“Hair is perhaps our most powerful symbol of individual and group identity – powerful first because it is physical and therefore extremely personal, and second because, although personal, it is public rather than private.”Anthony Synnott, The British Journal of Sociology
Salons are “anchor” services that play an often overlooked but integral role in our social and cultural well-being. They provide residents and passersby alike with a place to gather and engage with others. They’re information hubs and have been for centuries.
Stylists usually know the details of a car accident or house fire before the papers do. We know why renovations are slow at the store down the road and why the dilapidated restaurant on the corner hasn’t been torn down yet. We have perhaps the most complete narrative of what’s going on in a township, or County, at any given time.
We help provide clients with human dignity – including recognition, validation, and a sense of belonging. We’re quasi-therapists, trusted confidants, keepers of your darkest secrets, safe spaces for conversations, and shoulders to cry on when no one else is hearing you.
Considering the magnitude of the Minden Emergency Department (ED) closing on June 1st, with only 6 weeks’ notice, it’s easy to imagine the amount of terror and trauma we’ve carried on a near-daily basis.
An important aspect to remember is that it’s “our job” to make sure our clients have excellent service but even better experiences. Our clients must leave looking and feeling better than when they walked in.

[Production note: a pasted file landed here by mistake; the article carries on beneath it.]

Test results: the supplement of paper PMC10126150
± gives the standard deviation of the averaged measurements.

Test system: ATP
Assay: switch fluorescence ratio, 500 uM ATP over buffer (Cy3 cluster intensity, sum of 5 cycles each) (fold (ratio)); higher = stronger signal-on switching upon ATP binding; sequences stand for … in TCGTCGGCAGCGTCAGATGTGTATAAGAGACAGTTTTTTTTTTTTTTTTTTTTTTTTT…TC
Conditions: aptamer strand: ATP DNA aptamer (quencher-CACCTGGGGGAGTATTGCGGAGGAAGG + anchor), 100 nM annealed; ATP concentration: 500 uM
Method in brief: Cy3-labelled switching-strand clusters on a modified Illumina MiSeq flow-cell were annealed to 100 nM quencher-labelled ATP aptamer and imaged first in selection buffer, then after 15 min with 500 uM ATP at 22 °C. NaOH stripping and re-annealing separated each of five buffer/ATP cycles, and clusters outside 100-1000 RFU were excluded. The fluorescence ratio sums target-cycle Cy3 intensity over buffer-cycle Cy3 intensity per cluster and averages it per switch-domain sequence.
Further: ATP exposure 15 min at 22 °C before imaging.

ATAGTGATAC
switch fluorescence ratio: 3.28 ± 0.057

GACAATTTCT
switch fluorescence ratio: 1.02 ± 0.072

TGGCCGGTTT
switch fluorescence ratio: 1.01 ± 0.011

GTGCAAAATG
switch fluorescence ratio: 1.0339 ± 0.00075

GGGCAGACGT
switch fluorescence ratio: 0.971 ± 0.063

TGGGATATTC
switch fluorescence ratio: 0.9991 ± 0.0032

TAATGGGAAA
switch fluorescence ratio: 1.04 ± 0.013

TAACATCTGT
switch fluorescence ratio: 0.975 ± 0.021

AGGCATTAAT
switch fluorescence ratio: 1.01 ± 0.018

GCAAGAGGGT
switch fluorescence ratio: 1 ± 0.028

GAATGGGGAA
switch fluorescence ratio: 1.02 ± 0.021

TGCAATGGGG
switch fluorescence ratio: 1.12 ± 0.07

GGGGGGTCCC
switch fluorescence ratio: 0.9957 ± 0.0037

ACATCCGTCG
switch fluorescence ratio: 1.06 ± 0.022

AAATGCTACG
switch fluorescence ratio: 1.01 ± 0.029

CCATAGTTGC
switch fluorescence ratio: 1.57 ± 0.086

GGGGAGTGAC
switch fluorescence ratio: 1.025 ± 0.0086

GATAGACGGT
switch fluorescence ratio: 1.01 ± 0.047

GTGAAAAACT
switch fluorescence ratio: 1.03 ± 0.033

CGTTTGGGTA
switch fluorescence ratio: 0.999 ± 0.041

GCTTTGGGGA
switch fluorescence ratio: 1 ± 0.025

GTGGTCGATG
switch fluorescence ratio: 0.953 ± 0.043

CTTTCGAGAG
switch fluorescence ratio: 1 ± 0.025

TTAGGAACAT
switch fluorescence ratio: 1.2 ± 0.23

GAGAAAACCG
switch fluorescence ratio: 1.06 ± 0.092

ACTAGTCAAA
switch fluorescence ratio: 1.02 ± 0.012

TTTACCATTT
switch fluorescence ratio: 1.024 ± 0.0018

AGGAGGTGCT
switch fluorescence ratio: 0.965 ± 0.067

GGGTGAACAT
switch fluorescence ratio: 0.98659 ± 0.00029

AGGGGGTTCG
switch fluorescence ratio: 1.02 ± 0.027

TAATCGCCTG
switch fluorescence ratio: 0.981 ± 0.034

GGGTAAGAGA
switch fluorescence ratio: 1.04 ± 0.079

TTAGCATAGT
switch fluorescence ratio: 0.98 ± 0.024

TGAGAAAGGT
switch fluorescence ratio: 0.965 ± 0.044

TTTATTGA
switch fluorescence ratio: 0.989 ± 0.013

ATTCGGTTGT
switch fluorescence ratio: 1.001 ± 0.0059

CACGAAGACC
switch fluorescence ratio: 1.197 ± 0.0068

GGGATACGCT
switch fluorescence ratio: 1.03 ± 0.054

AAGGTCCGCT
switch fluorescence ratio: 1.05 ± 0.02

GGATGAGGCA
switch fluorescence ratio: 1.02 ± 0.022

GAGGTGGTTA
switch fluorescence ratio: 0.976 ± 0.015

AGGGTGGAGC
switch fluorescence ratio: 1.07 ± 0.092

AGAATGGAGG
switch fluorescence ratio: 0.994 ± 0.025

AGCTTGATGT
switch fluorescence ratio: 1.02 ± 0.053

This can be the most challenging part of our careers. Our clients bleed their souls to us and, quite often, we help them through their struggles – not solely because we want them to return, but because we develop meaningful relationships and genuinely want to help them.
The closure of Minden ED has been the most challenging chapter of my professional career as a hairstylist.
With all due respect to the emotional impact of not being able to see our loved ones during the global pandemic, we faced each day with a sense that we were “all in it together.” We knew the measures would be temporary, and we’d be stronger on the other side. At least if we got sick, we had an excellent, fully staffed hospital around the corner which was a constant rock and a pillar of strength in our community.